Thursday, July 9, 2009

RAW Diet

Below is the list of what I ate and drank during 50 hours of cycling over a little less then three days time. As you see my diet was very diverse. That means that we had a buffet in the van as we moved across the west.

28 bottles of water, 4 bottles of Cytomax, 3 Sobees, 7 bottle of gatorade, 12 clif shot bloks, 5 bottles of Perpetum, 3 ensures, 5 ham or chicken sandwiches, 8 fig newtons, some grapes, banana, 3 cheeses sticks, 2 glasses of chocolate milk, pop tart, 2 dill pickles, 1 piece of meat lovers pizza, a twice baked potato, 3 pieces of beef jerky, rice krispie treat, 2 jelly sandwiches, Twix, 1 bottle of muscle milk, and 2 egg Mcmuffin's. Plus probably a few things that did not get written down.

Add to this probably 50-60 S-caps and many ibuprofen and Aleeve.

Looking back I did not eat enough or have my crew force feed me each hour. If this was a Larry Ide diet it would have been one coke and one candy bar each hour.

Wednesday, July 1, 2009

Success versus Failure

I have written this report a thousand times in my head, starting as soon as my rear hit the seat 17 miles from Cortez Colorado when I realized I was not going to finish. There are many great quotes about failure. The quote that keeps coming back to me is "Those who try to do something and fail are infinitely better than those who try nothing and succeed."

The entire RAW experience was great. Our family will have memories that we will share forever. I will have stories that my friends will get tired of hearing for the 100th time but I will never get tired of re-living. I knew this was going to be a tough ride but I guess I was not ready for the pain. Saddle sores were a big concern of mine and I did many things to try to limit the occurrence but evidently not enough.

I rode more miles (491) and more hours (35) then I ever have without taking a break. I did more climbing in that 35 hours then I ever care to do. But most big ups have really great downs. I learned that I feel pretty good after 3 hours sleep. Even two nights in a row. I only cramped once and that was the first night on some small rolling hills. It is amazing what 1200 mg of sodium an hour will do. My family got to see more of the country in two weeks then many people see in a lifetime and can be together in a vehicle for two weeks without killing each other. My wife would make a really great nurse. I have friends and family that support me no matter how crazy I am.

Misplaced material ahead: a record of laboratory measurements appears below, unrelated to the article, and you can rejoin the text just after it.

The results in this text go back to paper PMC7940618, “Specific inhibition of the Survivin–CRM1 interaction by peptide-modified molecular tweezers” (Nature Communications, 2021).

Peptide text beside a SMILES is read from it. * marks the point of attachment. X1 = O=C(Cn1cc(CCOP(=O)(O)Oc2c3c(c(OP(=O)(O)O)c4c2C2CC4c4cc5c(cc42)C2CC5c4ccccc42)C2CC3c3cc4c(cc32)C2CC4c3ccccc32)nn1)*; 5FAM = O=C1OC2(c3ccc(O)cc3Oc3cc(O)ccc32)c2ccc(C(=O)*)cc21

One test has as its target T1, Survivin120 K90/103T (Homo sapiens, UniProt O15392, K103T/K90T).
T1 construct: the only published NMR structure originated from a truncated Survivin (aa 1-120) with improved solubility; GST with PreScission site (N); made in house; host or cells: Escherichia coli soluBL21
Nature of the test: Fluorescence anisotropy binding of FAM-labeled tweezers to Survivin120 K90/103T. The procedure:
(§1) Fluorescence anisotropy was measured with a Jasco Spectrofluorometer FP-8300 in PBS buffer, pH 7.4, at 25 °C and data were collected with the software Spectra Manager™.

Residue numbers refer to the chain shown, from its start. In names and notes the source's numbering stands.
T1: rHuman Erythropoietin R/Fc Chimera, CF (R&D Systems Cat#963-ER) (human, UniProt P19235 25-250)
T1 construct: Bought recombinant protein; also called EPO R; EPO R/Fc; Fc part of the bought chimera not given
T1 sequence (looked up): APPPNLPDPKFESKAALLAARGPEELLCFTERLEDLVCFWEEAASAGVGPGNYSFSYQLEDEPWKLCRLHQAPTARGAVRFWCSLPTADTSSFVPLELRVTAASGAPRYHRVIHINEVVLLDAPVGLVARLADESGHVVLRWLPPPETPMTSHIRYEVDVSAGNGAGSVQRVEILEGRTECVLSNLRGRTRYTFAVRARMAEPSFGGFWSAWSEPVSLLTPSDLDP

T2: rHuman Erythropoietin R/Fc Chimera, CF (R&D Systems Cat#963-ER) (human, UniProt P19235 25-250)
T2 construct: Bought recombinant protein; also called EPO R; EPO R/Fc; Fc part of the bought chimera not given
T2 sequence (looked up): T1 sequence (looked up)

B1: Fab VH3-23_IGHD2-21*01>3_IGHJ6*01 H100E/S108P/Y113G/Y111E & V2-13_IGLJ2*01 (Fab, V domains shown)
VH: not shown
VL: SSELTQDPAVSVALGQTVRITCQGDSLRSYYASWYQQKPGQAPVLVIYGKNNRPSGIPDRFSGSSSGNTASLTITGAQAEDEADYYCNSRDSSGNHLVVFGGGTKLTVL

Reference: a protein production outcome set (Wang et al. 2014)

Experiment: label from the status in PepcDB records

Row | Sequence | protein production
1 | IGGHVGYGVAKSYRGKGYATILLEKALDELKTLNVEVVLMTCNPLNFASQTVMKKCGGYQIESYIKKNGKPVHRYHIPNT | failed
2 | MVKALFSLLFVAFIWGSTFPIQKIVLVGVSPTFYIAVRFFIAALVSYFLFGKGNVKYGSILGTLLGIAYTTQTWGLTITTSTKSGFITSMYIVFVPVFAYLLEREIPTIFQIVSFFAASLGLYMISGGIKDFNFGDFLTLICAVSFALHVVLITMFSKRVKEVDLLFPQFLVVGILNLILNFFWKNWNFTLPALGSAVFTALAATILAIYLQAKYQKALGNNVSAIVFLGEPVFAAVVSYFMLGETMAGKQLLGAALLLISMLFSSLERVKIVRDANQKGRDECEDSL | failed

I could list many more positives that I have taken from this adventure. The tough part is that several time each day I question my decision to withdraw from the race. I broke an ultra-distance rule by looking at the big picture (275 miles left to ride) instead of breaking the ride into little chunks (50 miles to the next time station). Once the justification of stopping entered my head there was no turning back. Hindsight is 20/20 but I believe withdrawing was the right choice at the time.

Will I do this again? That is a tough question. I really enjoy long rides. It is a great feeling to see the sun come up, go down and come back up while riding. I love riding at night and how it is so much different then riding during the day. Each turn is a surprise that forces you to not anticipate but just participate in the ride living only in the moment. I will be looking for other, questionably sane, but closer to home, riding adventures before I decide if RAW is in my future. I think 2 person or 4 person team Race Across America would be a blast. Riding near the four 75 year old cyclist of team grand pac masters was truly inspirational. That means that I still have almost 30 years to complete a team RAAM.

Thanks to everyone for there words of encouragement before, during and after the race. They really made a difference. I hope you enjoyed following along on this crazy ride and maybe I motivated someone to get out and enjoy bike riding.